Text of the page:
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THE FAR EASTERN CRISIS
OCCUPATION OF MANCHURIA BY JAPAN, BEGINNING OF JAPANESE MILITARY

AGGRESSION, AND EFFORTS OF THE UNITED STATES AND OTHER POWERS TO
PRESERVE PEACE—Continued

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From the Chargé in France (tel.)

From Dawes: Sweetser's report that public session of the
Council went as planned, leaving only the question of police
measures outstanding, the clause relating to it, however, to
be settled in some form by Briand and Yoshizawa previous to
tomorrow's program and adjournment.
To the Chargé in France (tel.)

Fo awes: Secretary's desire to issue a statement to give the
public the impression of support to the League Council reso-
lution, and suggestion that Dawes might make a similar state-
ment in Paris.
Memorandum of Trans-Atlantic Telephone Conversation

Between the Secretary and Dawes: Explanation by Dawes
of his intention of making a statement after the Council meet-
ing relative to the misunderstanding over the Chinchow zone,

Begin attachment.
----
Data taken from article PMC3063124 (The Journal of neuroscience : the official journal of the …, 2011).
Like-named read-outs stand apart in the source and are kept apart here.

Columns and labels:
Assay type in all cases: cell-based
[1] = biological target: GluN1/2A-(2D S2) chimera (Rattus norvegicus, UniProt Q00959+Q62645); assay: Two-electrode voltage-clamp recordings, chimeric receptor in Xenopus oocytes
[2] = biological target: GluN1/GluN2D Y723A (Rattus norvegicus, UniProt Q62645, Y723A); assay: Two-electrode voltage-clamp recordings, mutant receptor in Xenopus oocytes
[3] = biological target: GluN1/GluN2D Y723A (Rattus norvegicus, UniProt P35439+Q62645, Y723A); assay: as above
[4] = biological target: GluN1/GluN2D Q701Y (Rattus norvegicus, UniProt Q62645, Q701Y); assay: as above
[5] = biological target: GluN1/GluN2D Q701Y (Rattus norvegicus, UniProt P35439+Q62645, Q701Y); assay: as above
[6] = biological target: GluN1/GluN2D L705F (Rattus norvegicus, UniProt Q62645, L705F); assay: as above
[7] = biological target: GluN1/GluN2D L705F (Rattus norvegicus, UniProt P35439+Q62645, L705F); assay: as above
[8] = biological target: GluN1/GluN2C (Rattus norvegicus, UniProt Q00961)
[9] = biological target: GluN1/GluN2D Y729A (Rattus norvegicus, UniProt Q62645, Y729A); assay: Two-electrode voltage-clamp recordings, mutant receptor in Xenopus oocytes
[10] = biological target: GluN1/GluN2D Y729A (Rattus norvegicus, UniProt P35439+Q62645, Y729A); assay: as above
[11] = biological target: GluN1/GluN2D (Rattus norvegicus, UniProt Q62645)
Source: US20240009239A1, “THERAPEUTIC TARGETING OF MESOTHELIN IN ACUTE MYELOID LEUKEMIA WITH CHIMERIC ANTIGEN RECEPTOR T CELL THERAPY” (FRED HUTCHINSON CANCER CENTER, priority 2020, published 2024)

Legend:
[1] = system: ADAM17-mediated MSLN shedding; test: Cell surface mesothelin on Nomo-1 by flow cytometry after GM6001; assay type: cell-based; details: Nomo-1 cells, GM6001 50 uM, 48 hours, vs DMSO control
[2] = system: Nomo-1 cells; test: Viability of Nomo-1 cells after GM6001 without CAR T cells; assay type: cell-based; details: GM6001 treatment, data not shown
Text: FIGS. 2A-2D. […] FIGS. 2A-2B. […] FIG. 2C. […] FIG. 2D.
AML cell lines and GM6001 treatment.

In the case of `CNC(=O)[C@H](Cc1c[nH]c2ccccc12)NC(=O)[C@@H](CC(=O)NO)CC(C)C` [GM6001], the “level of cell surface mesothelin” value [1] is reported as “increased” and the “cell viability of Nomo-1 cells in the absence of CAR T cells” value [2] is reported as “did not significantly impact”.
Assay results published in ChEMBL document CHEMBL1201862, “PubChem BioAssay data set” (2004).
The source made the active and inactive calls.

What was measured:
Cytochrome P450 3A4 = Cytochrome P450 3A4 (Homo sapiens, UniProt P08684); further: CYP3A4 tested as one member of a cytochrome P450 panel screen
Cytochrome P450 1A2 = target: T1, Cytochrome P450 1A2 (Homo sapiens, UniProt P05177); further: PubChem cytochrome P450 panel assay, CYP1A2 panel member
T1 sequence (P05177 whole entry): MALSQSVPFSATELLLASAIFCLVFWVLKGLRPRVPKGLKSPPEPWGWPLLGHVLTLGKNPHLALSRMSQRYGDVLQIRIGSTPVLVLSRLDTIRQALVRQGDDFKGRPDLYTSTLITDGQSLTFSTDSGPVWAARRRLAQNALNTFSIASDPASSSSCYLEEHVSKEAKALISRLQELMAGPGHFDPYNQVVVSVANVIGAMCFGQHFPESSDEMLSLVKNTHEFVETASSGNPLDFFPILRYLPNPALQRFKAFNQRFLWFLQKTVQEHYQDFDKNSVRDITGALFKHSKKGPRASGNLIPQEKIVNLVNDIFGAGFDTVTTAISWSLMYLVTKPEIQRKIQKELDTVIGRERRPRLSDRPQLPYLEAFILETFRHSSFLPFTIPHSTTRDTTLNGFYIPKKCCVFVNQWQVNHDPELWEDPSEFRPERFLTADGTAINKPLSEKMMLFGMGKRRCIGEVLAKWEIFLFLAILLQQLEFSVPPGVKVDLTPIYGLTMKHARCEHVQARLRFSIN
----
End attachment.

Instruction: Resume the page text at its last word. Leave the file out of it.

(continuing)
in the hope of soothing public opinion in Japan and China;
Secretary's preference that statement be made by Briand.
From the Chargé in France (tel.)

From Dawes: Information that he notified Briand that he
would not make the statement (text printed) relative to the
misunderstanding in regard to the Chinchow zone proposal.
From the Minister in China (tel.)

Information that the domestic crisis in China, and the loss
of confidence in the League leave to the authorities in Peiping
only two alternatives, either to fight or to yield to the Japanese
demands regarding Chinchow.
From the Chargé in France (tel.)

From Dawes: Transmittal of unilateral declaration to be
made by the Japanese regarding bandits (text printed).
From the Chargé in France (tel.)

From Dawes: Suggestion that his proposed statement re-
garding Chinchow might be the basis of a statement for later
issuance by him or by the Secretary, as such an explanation
offers the only chance of avoiding Japanese occupation of
Chinchow.
From the Chargé in France (tel.)

From Dawes: Transmittal of reply (text printed) to the
Japanese unilateral declaration, as approved by the Twelve
satisfying the juridical situation and removing the necessity
for further discussion.
From the Chargé in France (tel.)